“We have a big favor to ask you.”

Last night I rang in the glorious Halloween season by watching the 1966 film The Face of Another, Hiroshi Teshigahara’s adaptation of the Kobo Abe novel. This is the story of a man who suffers terrible burns all over his face in an industrial accident, who gets the chance to wear a hyper-realistic mask of someone else’s face, crafted by a mad scientist. His story is interwoven with the even sadder and creepier story of a young woman with burns on only one half of her face, who tries to live with her condition even as the main character is seeking to escape his.

This is a really intensely directed movie. There are startling and troubling images in almost every scene. Teshigahara manages to wring horror from a shot of a pretty woman’s legs descending a staircase, as we see the sheer stockings wrinkle slightly around her ankles as if her skin is coming off. There are scary labs with giant body parts on the walls and other strange interior-decorating choices, and shots which show faces at strange angles, as when the burned man and his wife are shown in a postcoital upside-down shot; or the moment in which the scientist’s face appears just beside his patient’s, tilted at about a twenty-degree angle. The music is also aggressive and well-used, including German torch songs (this is a very postwar movie) and what I think is a waltz which serves as a recurring theme.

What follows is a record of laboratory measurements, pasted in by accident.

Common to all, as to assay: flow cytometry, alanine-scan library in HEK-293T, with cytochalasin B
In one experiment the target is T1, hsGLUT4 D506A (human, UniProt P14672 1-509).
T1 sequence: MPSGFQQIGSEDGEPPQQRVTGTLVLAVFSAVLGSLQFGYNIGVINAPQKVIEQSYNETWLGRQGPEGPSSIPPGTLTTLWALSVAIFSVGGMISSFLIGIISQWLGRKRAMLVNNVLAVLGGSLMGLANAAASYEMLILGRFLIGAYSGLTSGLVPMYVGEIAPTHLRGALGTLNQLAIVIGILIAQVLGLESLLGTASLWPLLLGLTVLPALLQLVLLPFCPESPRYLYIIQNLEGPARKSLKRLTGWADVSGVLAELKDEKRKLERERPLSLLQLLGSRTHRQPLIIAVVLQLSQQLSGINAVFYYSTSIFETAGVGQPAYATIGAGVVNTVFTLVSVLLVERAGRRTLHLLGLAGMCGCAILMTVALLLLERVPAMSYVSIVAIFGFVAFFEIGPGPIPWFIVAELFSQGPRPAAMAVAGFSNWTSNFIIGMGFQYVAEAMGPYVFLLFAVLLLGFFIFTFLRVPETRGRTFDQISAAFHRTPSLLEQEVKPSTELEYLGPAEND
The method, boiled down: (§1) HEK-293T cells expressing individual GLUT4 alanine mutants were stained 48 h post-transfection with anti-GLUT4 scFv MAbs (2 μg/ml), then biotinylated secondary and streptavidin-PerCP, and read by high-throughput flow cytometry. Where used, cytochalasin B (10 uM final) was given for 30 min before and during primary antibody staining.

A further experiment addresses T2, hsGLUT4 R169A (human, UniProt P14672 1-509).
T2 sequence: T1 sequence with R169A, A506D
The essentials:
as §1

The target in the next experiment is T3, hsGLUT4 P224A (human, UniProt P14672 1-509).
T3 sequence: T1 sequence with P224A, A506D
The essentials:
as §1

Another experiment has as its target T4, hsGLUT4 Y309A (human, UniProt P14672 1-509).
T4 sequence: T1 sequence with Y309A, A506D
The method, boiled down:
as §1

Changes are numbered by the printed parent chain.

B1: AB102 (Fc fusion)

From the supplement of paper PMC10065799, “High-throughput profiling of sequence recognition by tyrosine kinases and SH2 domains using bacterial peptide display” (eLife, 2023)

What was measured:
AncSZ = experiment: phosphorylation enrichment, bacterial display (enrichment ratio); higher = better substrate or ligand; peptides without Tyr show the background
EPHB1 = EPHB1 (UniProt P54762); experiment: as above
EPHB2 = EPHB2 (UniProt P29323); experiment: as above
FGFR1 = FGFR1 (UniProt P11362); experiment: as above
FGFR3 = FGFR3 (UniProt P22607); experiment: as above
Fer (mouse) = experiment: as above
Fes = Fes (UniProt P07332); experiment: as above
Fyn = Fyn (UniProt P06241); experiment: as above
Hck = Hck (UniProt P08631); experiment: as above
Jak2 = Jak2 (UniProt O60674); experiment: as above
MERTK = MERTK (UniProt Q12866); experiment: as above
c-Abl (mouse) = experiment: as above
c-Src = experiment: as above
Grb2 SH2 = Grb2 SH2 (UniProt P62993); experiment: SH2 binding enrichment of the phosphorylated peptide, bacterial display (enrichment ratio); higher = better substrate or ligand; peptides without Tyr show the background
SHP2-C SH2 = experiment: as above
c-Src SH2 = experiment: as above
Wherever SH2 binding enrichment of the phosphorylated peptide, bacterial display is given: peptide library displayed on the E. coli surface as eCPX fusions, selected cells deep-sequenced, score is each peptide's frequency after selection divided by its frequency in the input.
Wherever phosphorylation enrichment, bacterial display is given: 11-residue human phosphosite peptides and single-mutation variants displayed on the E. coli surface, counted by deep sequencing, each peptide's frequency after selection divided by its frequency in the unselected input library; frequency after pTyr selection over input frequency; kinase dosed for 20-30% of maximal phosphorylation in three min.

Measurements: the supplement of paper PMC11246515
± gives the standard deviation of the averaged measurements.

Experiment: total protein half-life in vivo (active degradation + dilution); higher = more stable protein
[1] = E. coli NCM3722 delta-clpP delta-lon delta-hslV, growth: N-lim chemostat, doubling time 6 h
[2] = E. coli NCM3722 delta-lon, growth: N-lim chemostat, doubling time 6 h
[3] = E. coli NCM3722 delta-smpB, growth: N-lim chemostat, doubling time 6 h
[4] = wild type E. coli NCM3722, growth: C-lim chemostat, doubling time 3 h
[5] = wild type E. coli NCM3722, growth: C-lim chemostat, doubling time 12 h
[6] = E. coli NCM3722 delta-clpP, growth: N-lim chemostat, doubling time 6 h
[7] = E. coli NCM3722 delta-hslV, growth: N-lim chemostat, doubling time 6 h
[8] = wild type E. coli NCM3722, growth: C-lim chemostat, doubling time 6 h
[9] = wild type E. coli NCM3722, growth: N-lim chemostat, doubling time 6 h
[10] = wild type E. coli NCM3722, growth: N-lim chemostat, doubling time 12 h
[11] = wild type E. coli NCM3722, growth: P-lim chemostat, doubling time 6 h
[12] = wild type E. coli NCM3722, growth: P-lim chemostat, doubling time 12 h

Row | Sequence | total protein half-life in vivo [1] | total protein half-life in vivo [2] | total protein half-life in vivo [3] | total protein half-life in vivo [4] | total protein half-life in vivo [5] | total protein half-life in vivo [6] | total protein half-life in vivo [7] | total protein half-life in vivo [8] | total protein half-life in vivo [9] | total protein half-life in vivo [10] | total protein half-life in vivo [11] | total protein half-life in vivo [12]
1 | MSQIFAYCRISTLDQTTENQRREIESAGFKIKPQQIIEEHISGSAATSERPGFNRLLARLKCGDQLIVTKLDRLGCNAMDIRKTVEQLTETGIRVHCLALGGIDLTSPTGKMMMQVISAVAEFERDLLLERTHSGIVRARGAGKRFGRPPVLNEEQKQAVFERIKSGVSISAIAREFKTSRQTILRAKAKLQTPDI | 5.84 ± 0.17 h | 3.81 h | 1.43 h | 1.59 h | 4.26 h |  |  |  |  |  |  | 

Really the whole movie is shivery, and unnecessarily intelligent. Some of the bubbitzing about the meaning of masks is shallow, but some of it is unexpectedly great, like the burned man’s wife’s sharp little discourse about whether women wear makeup because they’re worse than men or because they’re better. The wife is a “still waters run deep” character in general, which I like a lot. The discussion of what we would be like in a faceless world, how our human loneliness would change, is bizarrely reminiscent of debates about the anonymity and/or pseudonymity of the Internet, where famously nobody knows if you’re a dog.

The final “twist” is not exactly a surprise, but I don’t care, because spending two hours in this movie’s creepy world was a terrific and intense experience.

About Eve Tushnet

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